Tag Archives: prehistory

Winter Hill

Steep green turfed pudding
summit ringing terraces
slopes carved by sheepen hooves,
local springs, winter born, fill a surrounding pool.

Built near ancestral dead, venerable springs,
the great stone circles
and an ancient way once trodden by mammoth.
The largest winter hill and the last,
Silbury still haunts and surprises.

Copyright © 2018 Kim Whysall-Hammond

This great last monument of the Stone Age in England is not far from where I live, and continually fascinates me. Image from and further information at heritageaction

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Bones

Slender bones, delicately traced
staring grinning skulls.
No skin, no muscle,
no eyes, no heart or other parts.
Yet they tell a knowing eye many tales
of wounds healed, muscle strengths,
diseases and battles fought.
Indications of the life lived
and sometimes the death faced.

 

Copyright © 2017 Kim Whysall-Hammond

Ridgeway

Tombs, forts and settlements
String the Ridgeway
As beads on a necklace
Testifying to ancient use
Above the spring line and refreshment
On a hot Summers day
The white chalk is hard walking
Reflecting sunlight back onto the traveller
When wet, millennia of churning feet and wheels
Have crafted a deep sucking cloying mudclay
Is it true that you continue on and under the sea?
A road so old that it predates the English Channel
Is humbling

Walking from the great stones of Avebury
Up through fields to the ridgeline
Following in the steps of so many
Stumbling in snow through ramparts
Thrown up three thousand years ago
Passing where the Smith of the Norse gods
Will shoe tethered horses
Looking down on the rolling plain
Or trudging deep within the occasional copse
Fires my imagination
Brings to mind stories, legends
Archaeological finds and study

Copyright © 2017 Kim Whysall-Hammond

Topiary

A map in a foreign language is a misheard story.
The path broken by translation. The betrayal of truth
That slips in, knife-quick, between the fireside and the forgetting,
Stripping the stones of all but cautions to take care
As you step between the constructed cracks, the topiary-shaded grass,
Of gardens grown from the bones of unremembered past.

The paper creases with the the grim grip of disappointment,
Lines bend and meld together, new tracklines between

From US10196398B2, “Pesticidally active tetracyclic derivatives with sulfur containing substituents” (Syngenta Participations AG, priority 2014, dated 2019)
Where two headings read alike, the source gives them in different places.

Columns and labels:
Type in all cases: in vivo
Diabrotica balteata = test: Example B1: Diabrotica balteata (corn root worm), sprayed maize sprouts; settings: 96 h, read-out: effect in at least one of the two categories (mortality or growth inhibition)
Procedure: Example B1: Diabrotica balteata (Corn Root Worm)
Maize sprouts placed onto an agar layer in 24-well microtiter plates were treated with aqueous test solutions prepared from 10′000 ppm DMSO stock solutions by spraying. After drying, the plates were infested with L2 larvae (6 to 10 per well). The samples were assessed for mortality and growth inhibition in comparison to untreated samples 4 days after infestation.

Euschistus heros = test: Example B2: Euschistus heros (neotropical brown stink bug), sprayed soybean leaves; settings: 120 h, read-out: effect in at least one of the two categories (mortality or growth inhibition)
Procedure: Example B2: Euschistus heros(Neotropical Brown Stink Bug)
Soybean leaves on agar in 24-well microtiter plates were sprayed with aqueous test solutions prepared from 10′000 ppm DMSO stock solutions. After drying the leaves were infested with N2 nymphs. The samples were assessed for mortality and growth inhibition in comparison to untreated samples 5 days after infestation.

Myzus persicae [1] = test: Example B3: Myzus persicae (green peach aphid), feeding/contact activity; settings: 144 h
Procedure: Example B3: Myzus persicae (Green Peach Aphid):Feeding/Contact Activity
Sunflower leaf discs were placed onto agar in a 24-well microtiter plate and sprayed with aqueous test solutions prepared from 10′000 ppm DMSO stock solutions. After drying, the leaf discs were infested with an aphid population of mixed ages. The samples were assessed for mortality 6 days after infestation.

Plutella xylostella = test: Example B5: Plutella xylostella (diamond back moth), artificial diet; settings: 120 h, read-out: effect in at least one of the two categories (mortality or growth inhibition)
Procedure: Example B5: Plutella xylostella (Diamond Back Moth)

The dead-living things. And so, new stories begin.

Time has slid away from you here,
Paths well trodden and unseen through the depth of years,
Local tales sing little of your legacy,
The trail an ephemeral, skin-thin thing;
Your mounds made a mockery, mirrored in suburban topiary.

Penelope Foreman

 

From her blog ‘Suspicious Mounds’

Source: Archaeopoetry #3 – Topiary 

 

Seal

Liquid eyes looking through time,  staring out from the wood
Lost possession,  unregarded litter, draft for a larger work?
It is treasure now
Seal eloquently sealed into timber
Sparse lines, rich artistry

Copyright © 2017 Kim Whysall-Hammond

seal carving

I’ve just discovered an interibfng wordpress arceological site amd was moved to write the above poem after looking long at a seal carving they have found.

https://nunalleq.wordpress.com/

https://nunalleq.wordpress.com/2017/07/26/artefact-of-the-day-july-25th/

Nunalleq is the name of an archaeological site in the Yukon-Kuskokwim Delta region of Southwestern Alaska. The University of Aberdeen Department of Archaeology, in partnership with the village corporation Qanirtuuq, Inc. and the Yup’ik Eskimo village of Quinhagak, Alaska, is working to record archaeological sites threatened by rising sea levels along the Bering Sea.

Nunalleq means ‘the OldVillage’ in Yup’ik. Previous years excavations (2009 & 2010) reveal that this ‘old village’ dates back at least 700 years. It is a multi-period prehistoric (or precontact) Yup’ik winter village site.

 

We have captured the stones

We have captured the stones in their circles
First with maps and sketches
Now with our many photographs
They would otherwise move
Dance in the moonlight
Shuffle away to the devils lair
Creep up on a King or a witch

We have opened the barrows to sunlight
Pinned them to history by interpretive notices
Collected the bones within
Lurking on ridges, smothered with grass
Besieged by fields and fences
Children explore and play in the chambers
Where once ancestors dreamed

Do the stones protest at their confinement?
Do barrow wights still lurk after dark?
Have we chased away the Gods-smith?
Do we care?

Copyright © 2017 Kim Whysall-Hammond

Tombs

Great men die, and so they lie
In their tombs and graves
Glorified, magnified
By their followers and slaves

Quiet mounds on the Downs
Lasting through the many ages
May cover cruel tyrants
Rather than wise sages

All men must die, all tombs will lie

Copyright © 2017 Kim Whysall-Hammond

https://howardwilliamsblog.wordpress.com/2016/11/10/archaeologists-agree-that-most-ancient-tombs-were-built-for-complete-aholes/

Fosbury Fort

Skylarks sing and soar
We walk encircling ramparts
Gazing at the still deep ditch
Imploring the grassy interior
Unyielding of its secrets
Bluebell woods encompass almost two quadrants
Storms have tipped mossy trees into the line of defence
Making us clamber and slip
Amid the fragrant blue

Copyright © 2017 Kim Whysall-Hammond

 

….we went walking in Jane Austen country this lunchtime (on Doctors orders), and explored the hill fort on Haydown Hill……….